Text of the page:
Rio and BHP destroying themselves: Cliffs

The head of US-based iron ore producer Cliffs says iron ore giants Rio Tinto and BHP Billiton are flooding the market

The head of US-based iron ore producer Cliffs says iron ore giants Rio Tinto and BHP Billiton are flooding the market.

Australia's biggest iron ore producers Rio Tinto and BHP Billiton are destroying themselves and contributing to $US50 billion in lost earnings by flooding the market, the head of US-based iron ore producer Cliffs Resources says.

Cliffs chief executive Lourenco Goncalves confirmed his company's Australian mine is up for sale as the company exits the seaborne market and said Australia could go broke if major mining companies allowed the price of iron ore, Australia's largest export, to stay low for a long time.

"You call that strategy, I call it self-destruction," Mr Goncalves told reporters at an industry conference in Perth on Wednesday.

"You pay the consequences of that.

"Let's assume that iron ore prices that are now at $US57 go to $US30, it's possible, you're going to have Australia going out of business as a country."

The price of iron ore has halved in the past year and is now trading at a six-year low of $US57 per tonne.

Mr Goncalves said Rio and BHP would have to defend their decision to increase output to their shareholders as the price of the steel-making commodity continues to fall and as the world's biggest iron ore miner Brazil's Vale ramps up production.

"During these (past) 13 months, just by these three companies, an amount of more or less $US50 billion EBITDA was destroyed," Mr Goncalves said.

The $US50 billion could have been used to buy rival Fortescue Metals Group and junior Australian iron ore miners, shut them down and keep the price of iron ore elevated, he said.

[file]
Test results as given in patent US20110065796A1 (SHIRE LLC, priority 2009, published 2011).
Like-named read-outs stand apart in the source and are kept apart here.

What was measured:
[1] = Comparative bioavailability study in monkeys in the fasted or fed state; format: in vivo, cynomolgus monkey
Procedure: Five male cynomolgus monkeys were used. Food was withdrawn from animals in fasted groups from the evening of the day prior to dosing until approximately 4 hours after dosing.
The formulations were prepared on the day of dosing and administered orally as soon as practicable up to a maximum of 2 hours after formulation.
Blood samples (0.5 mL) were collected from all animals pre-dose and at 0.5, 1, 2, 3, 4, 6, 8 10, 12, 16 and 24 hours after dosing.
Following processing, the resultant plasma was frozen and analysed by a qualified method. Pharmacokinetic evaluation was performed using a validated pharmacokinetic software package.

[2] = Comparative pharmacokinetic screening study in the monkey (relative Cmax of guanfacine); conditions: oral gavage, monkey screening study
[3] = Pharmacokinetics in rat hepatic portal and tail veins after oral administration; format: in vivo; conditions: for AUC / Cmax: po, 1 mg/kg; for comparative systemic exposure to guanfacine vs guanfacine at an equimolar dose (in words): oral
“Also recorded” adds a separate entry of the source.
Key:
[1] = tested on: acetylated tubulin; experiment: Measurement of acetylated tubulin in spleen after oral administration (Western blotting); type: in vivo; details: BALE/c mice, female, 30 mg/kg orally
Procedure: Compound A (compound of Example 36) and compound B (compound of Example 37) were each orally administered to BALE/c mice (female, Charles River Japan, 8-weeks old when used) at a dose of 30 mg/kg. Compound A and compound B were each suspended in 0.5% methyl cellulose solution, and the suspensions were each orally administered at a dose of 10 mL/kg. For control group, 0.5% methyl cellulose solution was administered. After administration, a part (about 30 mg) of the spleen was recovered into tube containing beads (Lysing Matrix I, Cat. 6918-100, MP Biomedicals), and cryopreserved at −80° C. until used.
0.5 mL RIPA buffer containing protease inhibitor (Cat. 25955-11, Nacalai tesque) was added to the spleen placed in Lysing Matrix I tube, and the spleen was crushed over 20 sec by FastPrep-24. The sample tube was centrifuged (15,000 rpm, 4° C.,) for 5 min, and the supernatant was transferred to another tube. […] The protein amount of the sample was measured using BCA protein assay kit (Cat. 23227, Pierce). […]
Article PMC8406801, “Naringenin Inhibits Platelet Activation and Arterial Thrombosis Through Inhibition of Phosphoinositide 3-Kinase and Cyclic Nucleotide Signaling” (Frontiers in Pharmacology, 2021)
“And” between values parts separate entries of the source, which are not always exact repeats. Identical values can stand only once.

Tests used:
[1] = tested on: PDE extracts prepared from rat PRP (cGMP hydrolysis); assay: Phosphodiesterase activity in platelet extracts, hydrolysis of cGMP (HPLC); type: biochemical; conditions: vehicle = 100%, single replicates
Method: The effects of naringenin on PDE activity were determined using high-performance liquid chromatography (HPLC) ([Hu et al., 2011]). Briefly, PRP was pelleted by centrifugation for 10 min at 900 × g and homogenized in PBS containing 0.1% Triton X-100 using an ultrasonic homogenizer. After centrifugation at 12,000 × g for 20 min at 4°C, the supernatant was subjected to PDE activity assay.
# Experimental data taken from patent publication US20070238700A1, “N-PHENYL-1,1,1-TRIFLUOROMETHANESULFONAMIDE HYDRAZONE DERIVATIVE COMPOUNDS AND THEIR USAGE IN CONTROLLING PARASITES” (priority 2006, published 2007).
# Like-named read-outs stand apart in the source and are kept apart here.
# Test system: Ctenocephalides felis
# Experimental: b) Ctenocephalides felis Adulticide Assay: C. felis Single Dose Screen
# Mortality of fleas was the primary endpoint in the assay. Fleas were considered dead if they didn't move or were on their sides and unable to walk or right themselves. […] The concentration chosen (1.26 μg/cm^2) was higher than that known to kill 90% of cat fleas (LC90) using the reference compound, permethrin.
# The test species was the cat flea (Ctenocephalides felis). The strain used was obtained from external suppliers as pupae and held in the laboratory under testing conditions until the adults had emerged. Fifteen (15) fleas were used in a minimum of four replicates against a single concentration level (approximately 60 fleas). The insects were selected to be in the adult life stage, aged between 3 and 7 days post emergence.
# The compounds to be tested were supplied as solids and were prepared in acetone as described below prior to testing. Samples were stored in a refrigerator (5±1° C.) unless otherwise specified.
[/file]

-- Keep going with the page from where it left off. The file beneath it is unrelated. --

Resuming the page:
Instead, the big players' strategy to bring prices down would keep prices low for a long time.

"It's a zero sum game that nobody wins," he said.

Mr Goncalves' comments come after Rio and BHP rounded on rival Fortescue Metals Group on Tuesday as they fended off accusations of flooding the market and hurting local producers.

Cheaper iron ore would lead to cheaper steel and ultimately lead to deflation, Mr Goncalves said.

He confirmed the company's only Australian iron ore asset Koolyanobbing, which has four to five year mine life, was sharing its mining data with several parties.

He added that the 2015 start up timing of Gina Rinehart's 55 million tonne Roy Hill mine in Western Australia could not be worse given currency and price movements.

"The part I don't like is US money was used to subsidise the construction," he said.

Cliffs Natural Resources operates the former BHP Billiton Koolyanobbing iron ore operation near Southern Cross in Western Australia which it acquired from Portman Iron Ore in 2008.

Source AAP

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